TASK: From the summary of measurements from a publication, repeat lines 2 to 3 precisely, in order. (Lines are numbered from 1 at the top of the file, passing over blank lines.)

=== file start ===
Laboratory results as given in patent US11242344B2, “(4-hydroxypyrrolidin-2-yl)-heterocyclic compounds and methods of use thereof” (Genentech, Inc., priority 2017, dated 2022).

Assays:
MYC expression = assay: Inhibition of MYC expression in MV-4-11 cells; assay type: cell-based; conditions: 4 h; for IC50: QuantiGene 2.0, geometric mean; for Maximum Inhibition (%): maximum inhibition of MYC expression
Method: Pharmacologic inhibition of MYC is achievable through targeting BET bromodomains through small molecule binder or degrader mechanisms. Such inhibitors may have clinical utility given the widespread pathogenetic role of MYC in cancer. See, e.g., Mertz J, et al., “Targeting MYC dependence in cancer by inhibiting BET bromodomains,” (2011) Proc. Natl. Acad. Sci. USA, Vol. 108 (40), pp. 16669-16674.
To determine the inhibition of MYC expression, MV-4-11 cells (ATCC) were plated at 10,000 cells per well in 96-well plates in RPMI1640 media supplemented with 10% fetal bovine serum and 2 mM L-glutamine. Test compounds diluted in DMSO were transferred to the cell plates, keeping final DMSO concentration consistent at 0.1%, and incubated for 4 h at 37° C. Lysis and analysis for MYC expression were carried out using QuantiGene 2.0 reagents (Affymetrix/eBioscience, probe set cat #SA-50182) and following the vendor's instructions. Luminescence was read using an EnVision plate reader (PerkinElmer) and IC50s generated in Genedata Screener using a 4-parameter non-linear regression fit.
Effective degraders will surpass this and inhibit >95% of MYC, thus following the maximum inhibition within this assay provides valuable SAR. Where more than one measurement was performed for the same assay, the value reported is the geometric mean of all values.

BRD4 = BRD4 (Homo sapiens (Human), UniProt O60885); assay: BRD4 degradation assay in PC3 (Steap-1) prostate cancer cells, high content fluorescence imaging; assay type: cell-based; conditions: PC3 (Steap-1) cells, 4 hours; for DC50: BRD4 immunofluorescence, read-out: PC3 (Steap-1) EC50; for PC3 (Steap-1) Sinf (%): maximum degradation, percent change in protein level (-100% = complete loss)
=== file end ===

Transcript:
Assays:
MYC expression = assay: Inhibition of MYC expression in MV-4-11 cells; assay type: cell-based; conditions: 4 h; for IC50: QuantiGene 2.0, geometric mean; for Maximum Inhibition (%): maximum inhibition of MYC expression